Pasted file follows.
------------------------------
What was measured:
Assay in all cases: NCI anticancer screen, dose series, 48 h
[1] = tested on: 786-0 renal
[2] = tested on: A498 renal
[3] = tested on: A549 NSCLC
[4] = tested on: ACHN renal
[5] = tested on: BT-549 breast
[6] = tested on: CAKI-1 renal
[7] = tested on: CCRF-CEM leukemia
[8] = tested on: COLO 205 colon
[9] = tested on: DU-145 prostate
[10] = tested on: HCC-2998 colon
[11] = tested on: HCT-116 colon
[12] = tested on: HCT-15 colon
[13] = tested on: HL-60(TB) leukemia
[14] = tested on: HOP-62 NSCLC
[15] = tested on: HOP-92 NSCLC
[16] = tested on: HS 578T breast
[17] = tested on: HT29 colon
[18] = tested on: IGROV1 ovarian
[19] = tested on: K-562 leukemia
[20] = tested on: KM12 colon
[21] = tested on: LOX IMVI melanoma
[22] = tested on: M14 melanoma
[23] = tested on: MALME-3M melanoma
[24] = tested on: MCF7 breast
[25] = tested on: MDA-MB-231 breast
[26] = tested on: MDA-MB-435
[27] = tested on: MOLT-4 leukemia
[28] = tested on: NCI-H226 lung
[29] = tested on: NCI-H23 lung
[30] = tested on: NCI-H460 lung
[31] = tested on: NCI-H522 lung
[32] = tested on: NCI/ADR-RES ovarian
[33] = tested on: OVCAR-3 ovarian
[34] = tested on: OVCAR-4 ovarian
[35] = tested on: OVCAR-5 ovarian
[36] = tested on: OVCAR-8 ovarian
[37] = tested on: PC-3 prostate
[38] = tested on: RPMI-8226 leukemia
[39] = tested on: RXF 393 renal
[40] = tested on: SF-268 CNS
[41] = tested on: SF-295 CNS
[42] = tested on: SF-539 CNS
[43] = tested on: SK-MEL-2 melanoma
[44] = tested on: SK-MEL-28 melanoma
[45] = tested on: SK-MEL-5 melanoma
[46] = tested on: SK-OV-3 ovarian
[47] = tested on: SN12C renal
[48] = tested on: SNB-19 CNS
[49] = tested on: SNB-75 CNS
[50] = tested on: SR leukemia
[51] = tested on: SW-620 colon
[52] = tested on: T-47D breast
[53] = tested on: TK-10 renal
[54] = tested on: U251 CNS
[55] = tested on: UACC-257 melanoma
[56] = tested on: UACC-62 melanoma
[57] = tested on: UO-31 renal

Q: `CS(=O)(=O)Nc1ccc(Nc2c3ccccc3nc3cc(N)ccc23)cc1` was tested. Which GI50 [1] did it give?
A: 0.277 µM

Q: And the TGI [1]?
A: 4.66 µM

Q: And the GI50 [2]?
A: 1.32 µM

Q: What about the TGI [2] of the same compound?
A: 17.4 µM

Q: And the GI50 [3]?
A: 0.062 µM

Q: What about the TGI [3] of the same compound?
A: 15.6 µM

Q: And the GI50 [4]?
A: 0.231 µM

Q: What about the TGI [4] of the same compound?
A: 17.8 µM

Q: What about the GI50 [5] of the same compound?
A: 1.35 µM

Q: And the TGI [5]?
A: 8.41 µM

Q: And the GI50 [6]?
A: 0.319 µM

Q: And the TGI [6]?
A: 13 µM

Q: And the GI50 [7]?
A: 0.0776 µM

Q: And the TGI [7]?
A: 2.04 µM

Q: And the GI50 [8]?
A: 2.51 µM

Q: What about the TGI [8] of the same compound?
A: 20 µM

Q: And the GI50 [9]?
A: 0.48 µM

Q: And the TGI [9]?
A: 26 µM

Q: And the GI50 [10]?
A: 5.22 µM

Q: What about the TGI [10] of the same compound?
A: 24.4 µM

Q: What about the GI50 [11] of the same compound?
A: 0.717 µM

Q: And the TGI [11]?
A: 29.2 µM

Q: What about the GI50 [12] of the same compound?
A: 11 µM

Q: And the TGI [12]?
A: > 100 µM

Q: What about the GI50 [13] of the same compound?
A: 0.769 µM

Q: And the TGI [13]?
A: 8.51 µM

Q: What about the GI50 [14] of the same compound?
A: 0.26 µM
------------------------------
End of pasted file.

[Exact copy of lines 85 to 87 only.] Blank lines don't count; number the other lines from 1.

A: 0.0776 µM

Q: And the TGI [7]?
A: 2.04 µM